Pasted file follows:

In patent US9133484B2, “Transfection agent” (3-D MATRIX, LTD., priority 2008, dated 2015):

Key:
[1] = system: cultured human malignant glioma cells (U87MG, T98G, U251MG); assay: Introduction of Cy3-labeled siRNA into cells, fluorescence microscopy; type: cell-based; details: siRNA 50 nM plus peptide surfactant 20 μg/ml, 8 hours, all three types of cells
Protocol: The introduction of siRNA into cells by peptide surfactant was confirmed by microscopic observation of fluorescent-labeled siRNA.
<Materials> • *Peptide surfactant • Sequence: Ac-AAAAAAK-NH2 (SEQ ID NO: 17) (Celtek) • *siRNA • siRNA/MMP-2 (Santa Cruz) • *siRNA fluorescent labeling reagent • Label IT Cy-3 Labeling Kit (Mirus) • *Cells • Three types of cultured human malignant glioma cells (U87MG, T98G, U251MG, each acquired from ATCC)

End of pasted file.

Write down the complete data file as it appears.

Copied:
In patent US9133484B2, “Transfection agent” (3-D MATRIX, LTD., priority 2008, dated 2015):

Key:
[1] = system: cultured human malignant glioma cells (U87MG, T98G, U251MG); assay: Introduction of Cy3-labeled siRNA into cells, fluorescence microscopy; type: cell-based; details: siRNA 50 nM plus peptide surfactant 20 μg/ml, 8 hours, all three types of cells
Protocol: The introduction of siRNA into cells by peptide surfactant was confirmed by microscopic observation of fluorescent-labeled siRNA.
<Materials> • *Peptide surfactant • Sequence: Ac-AAAAAAK-NH2 (SEQ ID NO: 17) (Celtek) • *siRNA • siRNA/MMP-2 (Santa Cruz) • *siRNA fluorescent labeling reagent • Label IT Cy-3 Labeling Kit (Mirus) • *Cells • Three types of cultured human malignant glioma cells (U87MG, T98G, U251MG, each acquired from ATCC)